This volume serves as an excellent introduction to ancient Rome for young people. However, A DAY IN THE LIFE OF ANCIENT ROME is also definitely for adult edification. Anyone who has enjoyed fictional jaunts to Rome through historical novels by authors such as Colleen McCullough, Steven Saylor, Lindsey Davis, or Robert Harris will likely be fascinated with the chance to tag along on Angela's tour.

A DAY IN THE LIFE OF ANCIENT ROME produces a remarkably illustrative overview of how Romans of that time lived. Angela succeeds in delivering a large quantity of information with an affable, inviting style. Now, in Angela's words, "And so concludes our day in the life of imperial Rome. An ordinary day, almost two thousand years ago." We've received a gift -- a chance to peek into some creepy crevices...and many magnificent spaces. Highly recommended. 4.5 stars.
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15 of 15 people found the following review helpful
5.0 out of 5 stars A Day in the Life of Ancient Rome shows us that the past is a much different country, January 11, 2010
This review is from: A Day in the Life of Ancient Rome: Daily Life, Mysteries, and Curiosities (Paperback)
Roman television personality Alberto Angela has produced an outstanding new book on daily life in ancient Rome. The book is well written containing line drawings of ancient Roman clothing, hair styles, architecture and other aspects of daily life in the city on seven hills.
Angela goes through a 24 hour cycle showing us what the typical Roman citizen would be engaged in during that period of time. We awaken at dawn with a light Roman breakfast. We see how the Romans decorated their homes in a minimal style. Angela takes us into the tall insula apartment buildings of the city of 1.5 million. Rome was a city of many ethnicities and slaves did much of the work. The city in 115 was ruled by Trajan the emperor. We learn how the citizens worshipped the various deities in the Roman pantheon as we travel to the temples.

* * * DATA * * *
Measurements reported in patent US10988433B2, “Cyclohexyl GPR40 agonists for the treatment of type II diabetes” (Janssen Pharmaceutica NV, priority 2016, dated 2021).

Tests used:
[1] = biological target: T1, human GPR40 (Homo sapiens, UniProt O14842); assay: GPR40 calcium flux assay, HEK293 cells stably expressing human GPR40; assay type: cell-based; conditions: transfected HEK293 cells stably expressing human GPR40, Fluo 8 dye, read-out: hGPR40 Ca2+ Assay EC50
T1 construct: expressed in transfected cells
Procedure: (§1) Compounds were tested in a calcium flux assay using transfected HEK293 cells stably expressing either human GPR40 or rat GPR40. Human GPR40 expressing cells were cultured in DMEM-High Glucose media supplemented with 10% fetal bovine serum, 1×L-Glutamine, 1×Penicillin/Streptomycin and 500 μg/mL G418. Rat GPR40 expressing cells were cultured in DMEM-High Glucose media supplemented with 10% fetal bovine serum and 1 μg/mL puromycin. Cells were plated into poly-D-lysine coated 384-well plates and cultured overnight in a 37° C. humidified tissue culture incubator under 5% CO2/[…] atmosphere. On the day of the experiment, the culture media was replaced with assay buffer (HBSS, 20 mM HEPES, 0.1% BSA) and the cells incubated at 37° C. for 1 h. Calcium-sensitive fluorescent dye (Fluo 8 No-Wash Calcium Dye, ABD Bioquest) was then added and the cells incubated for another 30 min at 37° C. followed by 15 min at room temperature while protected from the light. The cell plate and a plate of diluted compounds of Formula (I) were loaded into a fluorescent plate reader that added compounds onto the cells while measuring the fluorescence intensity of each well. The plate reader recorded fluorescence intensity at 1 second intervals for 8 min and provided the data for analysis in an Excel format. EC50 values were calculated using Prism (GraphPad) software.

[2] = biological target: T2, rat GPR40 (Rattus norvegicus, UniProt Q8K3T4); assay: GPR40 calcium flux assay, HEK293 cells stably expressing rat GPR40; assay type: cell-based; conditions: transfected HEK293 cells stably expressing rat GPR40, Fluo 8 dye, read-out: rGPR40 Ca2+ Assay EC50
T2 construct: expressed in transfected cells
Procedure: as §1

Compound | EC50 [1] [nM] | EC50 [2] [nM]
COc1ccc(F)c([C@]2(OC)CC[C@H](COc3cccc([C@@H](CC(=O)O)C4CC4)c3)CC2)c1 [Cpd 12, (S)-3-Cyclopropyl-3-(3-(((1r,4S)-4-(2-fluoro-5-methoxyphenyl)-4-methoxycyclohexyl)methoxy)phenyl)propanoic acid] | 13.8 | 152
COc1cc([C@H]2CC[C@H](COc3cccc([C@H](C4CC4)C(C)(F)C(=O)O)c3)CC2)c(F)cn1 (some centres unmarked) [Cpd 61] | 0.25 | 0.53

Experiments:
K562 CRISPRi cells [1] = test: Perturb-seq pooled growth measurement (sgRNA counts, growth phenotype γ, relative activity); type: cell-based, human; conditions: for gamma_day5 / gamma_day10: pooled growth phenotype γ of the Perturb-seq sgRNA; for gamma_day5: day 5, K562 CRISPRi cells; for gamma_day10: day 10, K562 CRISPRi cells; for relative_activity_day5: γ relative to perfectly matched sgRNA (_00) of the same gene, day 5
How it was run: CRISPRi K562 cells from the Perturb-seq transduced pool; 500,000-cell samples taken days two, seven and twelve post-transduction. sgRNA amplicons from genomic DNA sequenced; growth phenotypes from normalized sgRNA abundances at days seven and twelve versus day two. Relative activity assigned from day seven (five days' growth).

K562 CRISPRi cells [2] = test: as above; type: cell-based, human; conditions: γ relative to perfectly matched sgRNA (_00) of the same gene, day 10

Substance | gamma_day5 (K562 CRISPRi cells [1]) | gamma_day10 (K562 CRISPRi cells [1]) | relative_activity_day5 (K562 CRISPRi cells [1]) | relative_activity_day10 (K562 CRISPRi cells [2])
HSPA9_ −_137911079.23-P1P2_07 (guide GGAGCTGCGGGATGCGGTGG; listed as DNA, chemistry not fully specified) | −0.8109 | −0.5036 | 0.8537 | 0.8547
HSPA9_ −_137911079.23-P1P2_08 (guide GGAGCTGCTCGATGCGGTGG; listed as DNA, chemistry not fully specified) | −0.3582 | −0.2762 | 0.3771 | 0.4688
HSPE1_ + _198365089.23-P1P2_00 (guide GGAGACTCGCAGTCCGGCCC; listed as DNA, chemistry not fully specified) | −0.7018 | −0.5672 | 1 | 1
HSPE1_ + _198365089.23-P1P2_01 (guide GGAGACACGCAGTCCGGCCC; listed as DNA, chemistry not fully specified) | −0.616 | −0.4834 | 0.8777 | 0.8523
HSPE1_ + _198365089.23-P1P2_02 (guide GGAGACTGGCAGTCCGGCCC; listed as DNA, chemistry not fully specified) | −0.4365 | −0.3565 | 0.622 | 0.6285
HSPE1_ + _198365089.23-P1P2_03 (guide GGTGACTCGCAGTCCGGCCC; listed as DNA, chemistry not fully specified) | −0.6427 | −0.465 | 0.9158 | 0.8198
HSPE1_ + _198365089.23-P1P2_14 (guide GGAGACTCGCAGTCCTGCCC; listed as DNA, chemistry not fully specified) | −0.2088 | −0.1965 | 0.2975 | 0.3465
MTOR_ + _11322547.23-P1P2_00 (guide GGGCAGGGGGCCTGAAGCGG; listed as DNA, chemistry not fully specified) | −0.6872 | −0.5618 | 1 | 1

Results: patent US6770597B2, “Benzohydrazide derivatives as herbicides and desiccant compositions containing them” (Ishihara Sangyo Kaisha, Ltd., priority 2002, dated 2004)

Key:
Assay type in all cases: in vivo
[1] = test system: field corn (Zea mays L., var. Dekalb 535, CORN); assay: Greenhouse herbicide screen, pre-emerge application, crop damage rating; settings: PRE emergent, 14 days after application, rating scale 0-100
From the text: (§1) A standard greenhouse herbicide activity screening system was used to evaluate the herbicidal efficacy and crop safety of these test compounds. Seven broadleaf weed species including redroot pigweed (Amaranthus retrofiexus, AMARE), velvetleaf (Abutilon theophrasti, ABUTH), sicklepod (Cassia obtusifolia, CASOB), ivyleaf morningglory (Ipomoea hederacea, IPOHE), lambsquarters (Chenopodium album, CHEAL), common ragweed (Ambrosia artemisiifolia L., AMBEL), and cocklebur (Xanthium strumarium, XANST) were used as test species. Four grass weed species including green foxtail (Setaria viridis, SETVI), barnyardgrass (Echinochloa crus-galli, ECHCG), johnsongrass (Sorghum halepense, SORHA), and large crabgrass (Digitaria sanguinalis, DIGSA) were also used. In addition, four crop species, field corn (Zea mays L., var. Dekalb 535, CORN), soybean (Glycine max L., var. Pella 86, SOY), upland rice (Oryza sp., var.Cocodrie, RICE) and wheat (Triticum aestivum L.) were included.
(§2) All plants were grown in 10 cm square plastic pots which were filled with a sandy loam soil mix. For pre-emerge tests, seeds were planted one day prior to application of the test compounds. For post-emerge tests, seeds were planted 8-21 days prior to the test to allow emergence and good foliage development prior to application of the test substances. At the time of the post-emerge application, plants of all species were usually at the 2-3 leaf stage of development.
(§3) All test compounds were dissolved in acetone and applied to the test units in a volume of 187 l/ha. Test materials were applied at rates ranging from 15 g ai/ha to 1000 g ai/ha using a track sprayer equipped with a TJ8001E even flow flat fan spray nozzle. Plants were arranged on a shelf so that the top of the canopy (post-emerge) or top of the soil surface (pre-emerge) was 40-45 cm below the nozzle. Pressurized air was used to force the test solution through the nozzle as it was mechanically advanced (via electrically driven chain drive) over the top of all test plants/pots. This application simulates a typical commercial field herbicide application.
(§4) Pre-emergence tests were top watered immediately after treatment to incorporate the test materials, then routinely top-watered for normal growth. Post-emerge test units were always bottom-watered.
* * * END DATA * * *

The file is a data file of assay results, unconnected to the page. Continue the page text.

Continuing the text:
The most gruesome section of the book deals with the slaughters on display in the colosseum built during the reign of Vespasian. Thousands of gladiators, prisoners and animals died bloody deaths in the sawdust of the arena.
Angela explains the architecture of the Colosseum, the equipment used by the gladiators and the customs surrounding their battles to the death. The Romans would work 6 hours a day using the rest of the time for viewing the games, gambling and enjoying life in the crowded streets. Angela says that Rome was like a third world city where there was a mingling of rich and poor in the narrow lanes and the crowded open air markets.
Angela even discusses sexual matters and comments on Roman prostitution. Other than describing the Senate building he does not delve deeply into Roman politics. This book would be a good resource in a high school Latin or history course. It is entertaing and geared to the general reader. Of all the books of this kind Mr. Angela is to bec complimented on an excellent job of explaining the Romans to 21st century readers. Excellent!
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14 of 14 people found the following review helpful
4.0 out of 5 stars A wonderful evocation in a highly original book., November 21, 2009
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This review is from: A Day in the Life of Ancient Rome: Daily Life, Mysteries, and Curiosities (Paperback)